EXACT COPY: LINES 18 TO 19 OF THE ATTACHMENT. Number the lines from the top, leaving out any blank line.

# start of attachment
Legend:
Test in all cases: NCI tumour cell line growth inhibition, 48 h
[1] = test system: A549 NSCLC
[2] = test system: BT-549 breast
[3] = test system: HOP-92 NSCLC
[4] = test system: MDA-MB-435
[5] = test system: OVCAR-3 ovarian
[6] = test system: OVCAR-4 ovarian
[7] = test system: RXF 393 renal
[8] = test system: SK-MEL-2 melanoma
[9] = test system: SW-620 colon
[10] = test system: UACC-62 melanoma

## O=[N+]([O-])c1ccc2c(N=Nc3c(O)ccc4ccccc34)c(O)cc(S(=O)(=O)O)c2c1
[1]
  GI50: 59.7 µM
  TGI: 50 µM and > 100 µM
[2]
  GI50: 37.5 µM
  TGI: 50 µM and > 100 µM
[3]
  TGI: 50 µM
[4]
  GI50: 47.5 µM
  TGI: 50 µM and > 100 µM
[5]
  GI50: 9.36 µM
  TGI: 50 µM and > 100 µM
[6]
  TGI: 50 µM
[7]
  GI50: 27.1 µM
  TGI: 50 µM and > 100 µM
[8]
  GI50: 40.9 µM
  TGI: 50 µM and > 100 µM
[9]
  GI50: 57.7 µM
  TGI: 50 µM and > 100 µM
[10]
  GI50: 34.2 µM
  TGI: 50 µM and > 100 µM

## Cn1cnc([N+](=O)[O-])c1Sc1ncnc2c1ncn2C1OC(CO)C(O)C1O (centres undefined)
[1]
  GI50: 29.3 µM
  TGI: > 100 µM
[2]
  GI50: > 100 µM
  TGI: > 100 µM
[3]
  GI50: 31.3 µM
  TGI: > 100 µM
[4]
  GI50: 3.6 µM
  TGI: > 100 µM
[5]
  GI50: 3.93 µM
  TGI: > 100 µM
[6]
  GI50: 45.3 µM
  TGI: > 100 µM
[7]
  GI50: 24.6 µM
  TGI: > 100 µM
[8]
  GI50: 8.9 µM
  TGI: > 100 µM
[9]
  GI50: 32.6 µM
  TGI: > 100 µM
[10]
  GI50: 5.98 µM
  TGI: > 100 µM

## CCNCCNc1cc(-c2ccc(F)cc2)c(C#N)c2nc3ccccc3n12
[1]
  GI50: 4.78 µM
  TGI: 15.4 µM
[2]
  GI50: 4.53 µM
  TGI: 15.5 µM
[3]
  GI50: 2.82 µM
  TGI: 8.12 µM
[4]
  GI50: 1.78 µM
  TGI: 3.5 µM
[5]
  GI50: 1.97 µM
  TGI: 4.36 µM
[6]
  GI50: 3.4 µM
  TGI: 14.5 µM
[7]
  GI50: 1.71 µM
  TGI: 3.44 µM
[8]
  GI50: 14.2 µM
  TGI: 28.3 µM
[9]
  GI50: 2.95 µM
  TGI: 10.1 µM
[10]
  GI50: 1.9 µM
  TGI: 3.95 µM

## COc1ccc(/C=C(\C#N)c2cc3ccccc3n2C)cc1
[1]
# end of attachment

  GI50: 37.5 µM
  TGI: 50 µM and > 100 µM